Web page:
On the other hand, if you are working in the test prep market, the learner may becomes your 'primary driver'.
It's not about alienating either. It's about who you start with and who will drive that market for you.
2. Focus on creating superlative value
for that stakeholder.
Apart from helping manage classes, assignments and grades, Edmodo helps teachers connect with each other in a meaningful way and share resources within the network.
On the other hand, TES helps teachers find better jobs, besides giving them access to resources.
TPT helps teachers generate a second line of income from the resources they create. Some teachers have made more than USD 300 k from TPT sales.
How is your Ed Tech tool helping the aspirations of stakeholders - be it becoming a better teacher, finding a job or making additional income?
Or as a tool for the learner, how does it improve performance in a class; an exam; a project in a tangible,demonstrable manner?
Ed Tech is not about 'cool'. It's about making something that finds time in a busy teacher's (or student's) calendar of school work and assignments. And buying time from a learner/educator is not possible unless it organically fits into the scheme of things. Make your tool a natural extension.
3. Focus on reducing transaction friction
Selling to schools is tough. There are far too many stakeholders involved and it's a solid feet-on-the-street effort with a long sales cycle. And selling, like any other business, is the most difficult part of running an Ed Tech startup too. How does one find mind-space among hundreds of others jostling for the same attention?
Edmodo's move is brilliant and the right step in the direction of selling education tools by reducing this friction involved in the sales process. Their marketplace allows third-party developers to sell free/paid apps to the Edmodo community.
What's different? The way they went about it. By keeping the site free, adding features consistently and connecting with the community meaningfully through events such as EdmodoCon, Edmodo has become a way of life with teachers and students. And with 18 million + users, it's no longer an alien name to the administrators.
So when a teacher wants to buy an app from the Edmodo marketplace, the friction is minimal because:
- the administrator knows Edmodo
- the administrator knows that it's trustworthy
- the administrator knows that buying has become more of a transactional activity (on account of the two points above) and not about listening to a sales guy
- the administrator still has the power to sanction purchasing credit for buying apps
The trust has come from the community and buying a tool has become sort of a 'one-click' affair.
Edmodo has made the whole aspect of buying not a 'violent', but a pleasant seamless experience.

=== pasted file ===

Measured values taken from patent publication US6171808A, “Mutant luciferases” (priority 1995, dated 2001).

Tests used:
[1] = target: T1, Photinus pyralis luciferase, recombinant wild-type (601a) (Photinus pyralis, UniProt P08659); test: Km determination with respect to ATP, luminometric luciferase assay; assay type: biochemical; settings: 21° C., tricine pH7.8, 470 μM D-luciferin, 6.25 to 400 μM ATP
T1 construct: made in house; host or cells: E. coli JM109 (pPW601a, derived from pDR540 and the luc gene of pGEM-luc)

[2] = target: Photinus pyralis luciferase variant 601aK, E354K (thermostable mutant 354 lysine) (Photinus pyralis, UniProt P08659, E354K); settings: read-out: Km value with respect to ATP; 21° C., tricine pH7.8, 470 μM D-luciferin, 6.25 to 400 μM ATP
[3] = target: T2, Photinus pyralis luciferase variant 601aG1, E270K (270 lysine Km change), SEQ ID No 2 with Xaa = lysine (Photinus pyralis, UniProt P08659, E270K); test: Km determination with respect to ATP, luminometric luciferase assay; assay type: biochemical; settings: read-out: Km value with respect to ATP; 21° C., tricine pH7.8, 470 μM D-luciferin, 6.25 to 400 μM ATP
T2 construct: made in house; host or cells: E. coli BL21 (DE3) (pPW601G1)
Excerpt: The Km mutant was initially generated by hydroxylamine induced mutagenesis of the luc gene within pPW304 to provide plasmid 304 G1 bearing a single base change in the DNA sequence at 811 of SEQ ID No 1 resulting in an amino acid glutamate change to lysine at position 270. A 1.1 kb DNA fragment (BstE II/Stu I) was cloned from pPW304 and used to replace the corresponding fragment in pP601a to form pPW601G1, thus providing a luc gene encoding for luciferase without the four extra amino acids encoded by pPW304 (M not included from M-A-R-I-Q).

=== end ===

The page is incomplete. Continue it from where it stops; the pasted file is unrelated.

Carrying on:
In fact, I would peg Edmodo as one of the few Ed Tech start-ups on its way to cracking the sell/distribution piece. Imagine a AppStore for education with a majority of the k-12 (and potentially the Higher Ed) market using it and thousands of developers riding on it. That's one solid supply chain in place.
Focusing on the right stakeholder + Creating superlative value + Enabling frictionless transaction = a potentially successful Ed Tech company. That's my take.
Do you agree? What do you think? I would love to hear your feedback.
1. TES was acquired by TPG in a deal worth USD 600 Mn this year.
This is a short post. I read this morning that the Google Latitude service has been pronounced dead.
Though we don't use it often (or rather,at all), the point is when you get something free, there are always strings attached. And the biggest one of them all is the 'we might just shut down this service if we want to' risk.
I used Google Bookmarks for a while now. Yesterday I moved to bit.ly. Chances are Google might find bookmarking not to be a business core to their strategy and decide to shut the service. However chances of that happening to bit.ly looks remote since that's what they do (apart from link-shortening) and even if they get acquired, there is a higher probability of the service continuing for its core business.
I don't want to use Google Takeout again to transfer my bookmarks. But I might be willing to pay bit.ly a bit (pun intended) to make sure the bookmarks that I have accumulated over the years stay in a single place and something more (analytics, tracking etc).
And think about the impact of such shutdown decisions on much more emotional and sensitive stuff like photos? What if Flickr decides to flip it one day? Unlikely, but did we really expect Posterous to die? Or for that matter, a harmless-doesn't-cost-much-to-Google (in a relative sense) service like the Google Reader to go away?
As a consumer, paying for peace-of-mind and convenience is good sometimes. So when you are asked to do so, think about the shutdown/loss/inconvenience impact before you cringe. At least you know the business makes money and will not wind up or die at the hands of a large conglomerate that does not find it important anymore.
And as an entrepreneur, running a business that gives peace of mind to consumers and charges for it is good. Next time you are busy ideating the next Facebook (free for life et al), step back and see if it makes sense to attack the biggies by promising to staying true to consumers and asking them to pay for something that means a lot to them.
Great talk by Fred Wilson
of Union Square Ventures.
2. Instant utility.
3. Voice (personality).
4. Less is more.
And this is golden: MARKETING has to be IN the product.
Mobile is an obvious one to Fred's list (he mentions it outside the 10 above).